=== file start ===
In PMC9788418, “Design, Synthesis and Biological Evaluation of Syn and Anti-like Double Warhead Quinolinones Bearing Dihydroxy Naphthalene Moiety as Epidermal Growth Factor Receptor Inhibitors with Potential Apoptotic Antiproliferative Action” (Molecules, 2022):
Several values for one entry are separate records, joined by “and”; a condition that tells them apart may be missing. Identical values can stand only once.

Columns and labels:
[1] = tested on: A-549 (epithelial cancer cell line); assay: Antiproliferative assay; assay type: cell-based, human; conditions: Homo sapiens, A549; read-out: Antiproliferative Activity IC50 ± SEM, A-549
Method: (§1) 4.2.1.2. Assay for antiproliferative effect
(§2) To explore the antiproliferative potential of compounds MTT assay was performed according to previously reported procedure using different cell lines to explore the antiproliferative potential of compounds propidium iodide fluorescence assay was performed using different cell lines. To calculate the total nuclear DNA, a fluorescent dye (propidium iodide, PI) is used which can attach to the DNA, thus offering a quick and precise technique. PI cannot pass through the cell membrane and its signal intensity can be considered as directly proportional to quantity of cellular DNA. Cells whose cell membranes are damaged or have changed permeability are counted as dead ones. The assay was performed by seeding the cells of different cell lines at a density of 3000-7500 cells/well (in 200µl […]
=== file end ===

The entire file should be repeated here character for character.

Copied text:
In PMC9788418, “Design, Synthesis and Biological Evaluation of Syn and Anti-like Double Warhead Quinolinones Bearing Dihydroxy Naphthalene Moiety as Epidermal Growth Factor Receptor Inhibitors with Potential Apoptotic Antiproliferative Action” (Molecules, 2022):
Several values for one entry are separate records, joined by “and”; a condition that tells them apart may be missing. Identical values can stand only once.

Columns and labels:
[1] = tested on: A-549 (epithelial cancer cell line); assay: Antiproliferative assay; assay type: cell-based, human; conditions: Homo sapiens, A549; read-out: Antiproliferative Activity IC50 ± SEM, A-549
Method: (§1) 4.2.1.2. Assay for antiproliferative effect
(§2) To explore the antiproliferative potential of compounds MTT assay was performed according to previously reported procedure using different cell lines to explore the antiproliferative potential of compounds propidium iodide fluorescence assay was performed using different cell lines. To calculate the total nuclear DNA, a fluorescent dye (propidium iodide, PI) is used which can attach to the DNA, thus offering a quick and precise technique. PI cannot pass through the cell membrane and its signal intensity can be considered as directly proportional to quantity of cellular DNA. Cells whose cell membranes are damaged or have changed permeability are counted as dead ones. The assay was performed by seeding the cells of different cell lines at a density of 3000-7500 cells/well (in 200µl […]